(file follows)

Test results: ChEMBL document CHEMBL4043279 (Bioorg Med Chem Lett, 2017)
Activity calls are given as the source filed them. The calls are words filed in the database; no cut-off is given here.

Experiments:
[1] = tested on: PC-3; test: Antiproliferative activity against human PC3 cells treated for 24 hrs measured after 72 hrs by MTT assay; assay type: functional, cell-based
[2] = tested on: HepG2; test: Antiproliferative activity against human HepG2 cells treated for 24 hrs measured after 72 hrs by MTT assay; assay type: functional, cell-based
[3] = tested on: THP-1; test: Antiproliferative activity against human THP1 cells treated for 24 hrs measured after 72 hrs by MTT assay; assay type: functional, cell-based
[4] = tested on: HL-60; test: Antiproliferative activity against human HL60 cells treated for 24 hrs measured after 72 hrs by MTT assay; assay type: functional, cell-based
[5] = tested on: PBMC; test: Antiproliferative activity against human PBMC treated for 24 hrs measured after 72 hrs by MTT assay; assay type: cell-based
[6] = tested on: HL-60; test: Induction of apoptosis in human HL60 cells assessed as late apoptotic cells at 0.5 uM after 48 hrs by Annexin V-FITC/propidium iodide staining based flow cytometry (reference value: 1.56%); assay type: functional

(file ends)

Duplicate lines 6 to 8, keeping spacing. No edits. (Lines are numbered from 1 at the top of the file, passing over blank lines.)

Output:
[3] = tested on: THP-1; test: Antiproliferative activity against human THP1 cells treated for 24 hrs measured after 72 hrs by MTT assay; assay type: functional, cell-based
[4] = tested on: HL-60; test: Antiproliferative activity against human HL60 cells treated for 24 hrs measured after 72 hrs by MTT assay; assay type: functional, cell-based
[5] = tested on: PBMC; test: Antiproliferative activity against human PBMC treated for 24 hrs measured after 72 hrs by MTT assay; assay type: cell-based